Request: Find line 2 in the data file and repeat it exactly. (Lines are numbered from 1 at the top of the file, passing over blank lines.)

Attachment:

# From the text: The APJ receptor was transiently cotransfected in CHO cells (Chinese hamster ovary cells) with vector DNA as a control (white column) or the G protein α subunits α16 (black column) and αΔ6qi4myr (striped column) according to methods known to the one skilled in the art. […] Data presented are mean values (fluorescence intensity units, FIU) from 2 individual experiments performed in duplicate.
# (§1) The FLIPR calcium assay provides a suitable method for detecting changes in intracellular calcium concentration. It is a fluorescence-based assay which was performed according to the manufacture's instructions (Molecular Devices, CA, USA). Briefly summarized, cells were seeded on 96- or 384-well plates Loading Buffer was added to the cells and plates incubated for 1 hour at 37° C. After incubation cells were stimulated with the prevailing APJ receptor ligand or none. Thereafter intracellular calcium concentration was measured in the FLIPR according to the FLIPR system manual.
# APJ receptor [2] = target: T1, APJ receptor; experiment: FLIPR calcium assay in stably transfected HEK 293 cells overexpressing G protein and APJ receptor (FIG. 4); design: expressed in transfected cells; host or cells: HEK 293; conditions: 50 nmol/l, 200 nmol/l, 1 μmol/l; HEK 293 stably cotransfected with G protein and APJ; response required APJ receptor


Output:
# (§1) The FLIPR calcium assay provides a suitable method for detecting changes in intracellular calcium concentration. It is a fluorescence-based assay which was performed according to the manufacture's instructions (Molecular Devices, CA, USA). Briefly summarized, cells were seeded on 96- or 384-well plates Loading Buffer was added to the cells and plates incubated for 1 hour at 37° C. After incubation cells were stimulated with the prevailing APJ receptor ligand or none. Thereafter intracellular calcium concentration was measured in the FLIPR according to the FLIPR system manual.